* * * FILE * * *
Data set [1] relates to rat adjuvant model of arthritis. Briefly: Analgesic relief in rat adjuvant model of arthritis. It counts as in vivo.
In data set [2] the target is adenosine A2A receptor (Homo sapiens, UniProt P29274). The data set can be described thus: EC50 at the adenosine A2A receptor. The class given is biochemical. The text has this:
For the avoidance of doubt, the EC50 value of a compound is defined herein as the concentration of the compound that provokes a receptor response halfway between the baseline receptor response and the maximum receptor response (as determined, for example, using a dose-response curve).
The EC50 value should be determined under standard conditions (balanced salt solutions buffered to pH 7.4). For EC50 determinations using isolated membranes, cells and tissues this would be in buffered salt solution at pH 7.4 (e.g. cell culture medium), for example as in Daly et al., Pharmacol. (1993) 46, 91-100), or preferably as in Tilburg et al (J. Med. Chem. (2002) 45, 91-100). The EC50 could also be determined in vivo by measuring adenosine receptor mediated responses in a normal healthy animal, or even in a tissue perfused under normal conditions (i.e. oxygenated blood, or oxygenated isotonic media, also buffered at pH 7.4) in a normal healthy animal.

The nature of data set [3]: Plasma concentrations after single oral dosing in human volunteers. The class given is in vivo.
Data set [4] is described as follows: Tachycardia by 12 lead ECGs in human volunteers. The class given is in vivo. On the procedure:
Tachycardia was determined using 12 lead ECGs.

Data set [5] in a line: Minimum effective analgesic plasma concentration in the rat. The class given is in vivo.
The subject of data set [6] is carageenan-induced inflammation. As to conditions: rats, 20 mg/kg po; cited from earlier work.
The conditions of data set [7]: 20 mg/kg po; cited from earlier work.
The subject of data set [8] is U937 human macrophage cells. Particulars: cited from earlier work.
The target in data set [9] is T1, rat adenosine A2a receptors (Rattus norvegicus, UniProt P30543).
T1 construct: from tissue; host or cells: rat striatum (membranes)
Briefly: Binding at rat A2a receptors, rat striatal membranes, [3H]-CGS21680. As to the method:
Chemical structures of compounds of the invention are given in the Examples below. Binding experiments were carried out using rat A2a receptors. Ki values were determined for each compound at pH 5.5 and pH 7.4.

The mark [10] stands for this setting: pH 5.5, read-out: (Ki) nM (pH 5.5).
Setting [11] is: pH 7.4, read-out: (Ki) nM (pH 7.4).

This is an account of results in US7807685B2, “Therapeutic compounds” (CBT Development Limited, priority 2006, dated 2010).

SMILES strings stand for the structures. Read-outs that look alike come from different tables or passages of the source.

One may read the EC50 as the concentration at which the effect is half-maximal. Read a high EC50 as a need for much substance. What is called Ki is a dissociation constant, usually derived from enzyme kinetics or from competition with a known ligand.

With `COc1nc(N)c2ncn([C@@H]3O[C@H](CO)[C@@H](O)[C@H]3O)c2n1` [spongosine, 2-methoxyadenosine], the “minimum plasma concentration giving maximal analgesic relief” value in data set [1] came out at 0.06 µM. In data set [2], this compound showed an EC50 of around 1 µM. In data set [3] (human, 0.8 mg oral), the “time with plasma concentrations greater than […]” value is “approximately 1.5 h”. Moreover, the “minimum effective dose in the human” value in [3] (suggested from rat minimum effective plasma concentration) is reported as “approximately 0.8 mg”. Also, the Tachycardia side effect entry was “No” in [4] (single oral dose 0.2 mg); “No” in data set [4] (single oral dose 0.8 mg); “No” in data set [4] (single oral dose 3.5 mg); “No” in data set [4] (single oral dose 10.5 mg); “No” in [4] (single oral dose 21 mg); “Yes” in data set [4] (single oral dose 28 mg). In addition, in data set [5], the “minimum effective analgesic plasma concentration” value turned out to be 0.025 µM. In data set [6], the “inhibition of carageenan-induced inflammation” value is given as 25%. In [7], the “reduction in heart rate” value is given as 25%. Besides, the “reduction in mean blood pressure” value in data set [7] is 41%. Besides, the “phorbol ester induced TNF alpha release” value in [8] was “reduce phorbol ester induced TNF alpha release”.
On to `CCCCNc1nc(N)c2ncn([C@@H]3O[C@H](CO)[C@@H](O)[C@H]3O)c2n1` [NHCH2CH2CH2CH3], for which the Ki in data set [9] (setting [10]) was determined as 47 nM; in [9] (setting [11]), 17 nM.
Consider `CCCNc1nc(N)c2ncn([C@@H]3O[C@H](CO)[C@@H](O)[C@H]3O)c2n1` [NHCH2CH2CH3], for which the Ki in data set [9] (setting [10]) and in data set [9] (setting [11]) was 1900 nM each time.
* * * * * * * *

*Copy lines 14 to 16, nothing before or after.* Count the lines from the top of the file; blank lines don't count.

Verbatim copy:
Briefly: Binding at rat A2a receptors, rat striatal membranes, [3H]-CGS21680. As to the method:
Chemical structures of compounds of the invention are given in the Examples below. Binding experiments were carried out using rat A2a receptors. Ki values were determined for each compound at pH 5.5 and pH 7.4.

The mark [10] stands for this setting: pH 5.5, read-out: (Ki) nM (pH 5.5).